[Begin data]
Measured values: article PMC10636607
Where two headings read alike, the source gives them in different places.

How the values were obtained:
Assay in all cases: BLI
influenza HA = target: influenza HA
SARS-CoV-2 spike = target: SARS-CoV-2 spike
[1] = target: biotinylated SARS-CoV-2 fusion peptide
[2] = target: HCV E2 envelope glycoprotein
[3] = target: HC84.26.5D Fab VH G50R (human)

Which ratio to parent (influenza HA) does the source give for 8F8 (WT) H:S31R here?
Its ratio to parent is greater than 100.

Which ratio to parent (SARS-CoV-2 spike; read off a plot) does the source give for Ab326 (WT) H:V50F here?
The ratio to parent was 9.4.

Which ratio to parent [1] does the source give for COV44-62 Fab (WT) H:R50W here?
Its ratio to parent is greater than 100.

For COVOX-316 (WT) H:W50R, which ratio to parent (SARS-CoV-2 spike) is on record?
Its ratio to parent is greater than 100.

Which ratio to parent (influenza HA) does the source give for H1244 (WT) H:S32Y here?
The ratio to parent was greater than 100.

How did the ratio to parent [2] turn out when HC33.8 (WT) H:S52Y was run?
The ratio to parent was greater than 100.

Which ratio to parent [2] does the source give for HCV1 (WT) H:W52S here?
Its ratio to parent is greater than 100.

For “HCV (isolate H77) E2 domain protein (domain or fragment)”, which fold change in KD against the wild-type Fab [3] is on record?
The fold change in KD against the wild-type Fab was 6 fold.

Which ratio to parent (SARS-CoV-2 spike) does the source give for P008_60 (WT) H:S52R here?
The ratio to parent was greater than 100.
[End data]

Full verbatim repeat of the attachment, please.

Measured values: article PMC10636607
Where two headings read alike, the source gives them in different places.

How the values were obtained:
Assay in all cases: BLI
influenza HA = target: influenza HA
SARS-CoV-2 spike = target: SARS-CoV-2 spike
[1] = target: biotinylated SARS-CoV-2 fusion peptide
[2] = target: HCV E2 envelope glycoprotein
[3] = target: HC84.26.5D Fab VH G50R (human)

Which ratio to parent (influenza HA) does the source give for 8F8 (WT) H:S31R here?
Its ratio to parent is greater than 100.

Which ratio to parent (SARS-CoV-2 spike; read off a plot) does the source give for Ab326 (WT) H:V50F here?
The ratio to parent was 9.4.

Which ratio to parent [1] does the source give for COV44-62 Fab (WT) H:R50W here?
Its ratio to parent is greater than 100.

For COVOX-316 (WT) H:W50R, which ratio to parent (SARS-CoV-2 spike) is on record?
Its ratio to parent is greater than 100.

Which ratio to parent (influenza HA) does the source give for H1244 (WT) H:S32Y here?
The ratio to parent was greater than 100.

How did the ratio to parent [2] turn out when HC33.8 (WT) H:S52Y was run?
The ratio to parent was greater than 100.

Which ratio to parent [2] does the source give for HCV1 (WT) H:W52S here?
Its ratio to parent is greater than 100.

For “HCV (isolate H77) E2 domain protein (domain or fragment)”, which fold change in KD against the wild-type Fab [3] is on record?
The fold change in KD against the wild-type Fab was 6 fold.

Which ratio to parent (SARS-CoV-2 spike) does the source give for P008_60 (WT) H:S52R here?
The ratio to parent was greater than 100.